5.8 inch 18.5:9, 2960 x 1440 pixel 568 PPI, capacitive touchscreen, 10 multi-touch points, Super AMOLED, Corning Gorilla Glass 5, glossy: yes
Storage
64 GB UFS 2.1 Flash, 64 GB 
, 50 GB free
Connections
1 USB 3.0 / 3.1 Gen1, 1 HDMI, 1 DisplayPort, Audio Connections: combined headphones and microphone jack (3.5 mm), Card Reader: microSD up to 400 GB (SDHC, SDXC), 1 Fingerprint Reader, NFC, Brightness Sensor, Sensors: Iris scanner, fingerprint, accelerometer, gyro, proximity, compass, barometer, heart rate, SpO2, MST, Ant+
Networking
802.11 a/b/g/n/ac (a/b/g/n/ac), Bluetooth 5.0, GSM, HSPA, LTE, Dual SIM, LTE, GPS
Size
height x width x depth (in mm): 8.5 x 147.7 x 68.7 ( = 0.33 x 5.81 x 2.7 in)
Battery
11.55 Wh, 3000 mAh Lithium-Ion
Operating System
Android 8.0 Oreo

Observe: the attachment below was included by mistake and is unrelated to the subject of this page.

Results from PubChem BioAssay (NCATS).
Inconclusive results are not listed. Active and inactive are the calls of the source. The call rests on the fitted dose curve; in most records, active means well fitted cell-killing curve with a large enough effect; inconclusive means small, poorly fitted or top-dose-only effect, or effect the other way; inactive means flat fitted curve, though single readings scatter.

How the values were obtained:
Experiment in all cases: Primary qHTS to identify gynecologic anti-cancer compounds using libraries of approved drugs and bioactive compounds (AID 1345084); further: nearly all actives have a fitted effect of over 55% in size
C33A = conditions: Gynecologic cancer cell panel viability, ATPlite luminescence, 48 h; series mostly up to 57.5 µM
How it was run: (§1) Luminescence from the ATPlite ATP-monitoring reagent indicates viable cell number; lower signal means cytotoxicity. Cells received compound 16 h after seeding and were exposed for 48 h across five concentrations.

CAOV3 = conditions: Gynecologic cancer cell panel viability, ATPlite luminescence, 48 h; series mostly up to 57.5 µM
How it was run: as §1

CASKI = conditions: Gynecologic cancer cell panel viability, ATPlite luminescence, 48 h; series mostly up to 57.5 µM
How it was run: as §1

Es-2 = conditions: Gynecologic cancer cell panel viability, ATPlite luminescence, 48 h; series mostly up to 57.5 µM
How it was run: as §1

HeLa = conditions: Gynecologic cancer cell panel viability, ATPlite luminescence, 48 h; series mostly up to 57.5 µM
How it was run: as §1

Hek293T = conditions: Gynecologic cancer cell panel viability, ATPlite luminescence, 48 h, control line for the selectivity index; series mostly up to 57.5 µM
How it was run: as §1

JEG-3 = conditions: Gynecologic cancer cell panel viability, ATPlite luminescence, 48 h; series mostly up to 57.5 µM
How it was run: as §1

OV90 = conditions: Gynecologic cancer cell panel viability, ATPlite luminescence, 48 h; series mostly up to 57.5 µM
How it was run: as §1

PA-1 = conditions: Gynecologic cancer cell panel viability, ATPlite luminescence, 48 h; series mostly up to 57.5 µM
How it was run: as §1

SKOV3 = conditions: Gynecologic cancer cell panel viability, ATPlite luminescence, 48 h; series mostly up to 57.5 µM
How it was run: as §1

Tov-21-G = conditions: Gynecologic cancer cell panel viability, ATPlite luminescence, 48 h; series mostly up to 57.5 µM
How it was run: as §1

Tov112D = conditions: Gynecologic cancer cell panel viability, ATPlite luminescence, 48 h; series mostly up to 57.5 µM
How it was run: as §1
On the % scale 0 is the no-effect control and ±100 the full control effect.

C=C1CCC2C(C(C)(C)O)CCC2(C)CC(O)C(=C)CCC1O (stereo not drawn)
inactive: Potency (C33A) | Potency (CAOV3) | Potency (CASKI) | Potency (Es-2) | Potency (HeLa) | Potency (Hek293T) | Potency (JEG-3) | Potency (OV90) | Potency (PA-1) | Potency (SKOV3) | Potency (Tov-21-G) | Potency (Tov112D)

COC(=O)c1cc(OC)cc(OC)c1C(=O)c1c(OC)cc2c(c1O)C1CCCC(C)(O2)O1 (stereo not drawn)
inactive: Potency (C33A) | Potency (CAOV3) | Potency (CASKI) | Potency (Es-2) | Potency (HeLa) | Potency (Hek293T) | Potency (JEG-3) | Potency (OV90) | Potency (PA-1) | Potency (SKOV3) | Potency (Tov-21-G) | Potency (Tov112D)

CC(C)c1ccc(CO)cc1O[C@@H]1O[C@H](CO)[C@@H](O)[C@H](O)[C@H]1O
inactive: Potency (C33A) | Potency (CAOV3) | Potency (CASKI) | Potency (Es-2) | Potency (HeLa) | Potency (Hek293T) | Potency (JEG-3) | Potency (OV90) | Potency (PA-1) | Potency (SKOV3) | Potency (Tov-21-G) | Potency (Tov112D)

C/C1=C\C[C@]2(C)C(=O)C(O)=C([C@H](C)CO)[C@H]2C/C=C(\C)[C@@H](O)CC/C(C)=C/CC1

Camera
Primary Camera: 12 MPix f/1.5-2.4, 26mm, 1/2.5", 1.4 µm, Dual Pixel
Secondary Camera: 8 MPix f/1.7, 25mm, 1/3.6", 1.22 µm
Additional features
Speakers: two speakers, Keyboard: virtual, USB cable, power adapter, SIM tool, headset, 2 USB adapters, quick-start guide, 24 Months Warranty, IP67, USB Type-C 3.1 (Gen. 1), fanless
Weight
163 g ( = 5.75 oz / 0.36 pounds), Power Supply: 62 g ( = 2.19 oz / 0.14 pounds)
Price
849 Euro

 

As with the case of the Galaxy S8, both the front and the rear of the Samsung Galaxy S9 are made of Corning Gorilla Glass 5. The manufacturer reworked the colors a bit: Besides the Midnight Black and Coral Blue, you now also get Lilac Purple, which looks really good. The test model is slightly larger than before (not unlike the Galaxy S9+) and is now 8.5 mm (~0.33 in) thick. However, it almost appears small and delicate in the hand compared to the larger sibling, and it is also noticeably lighter.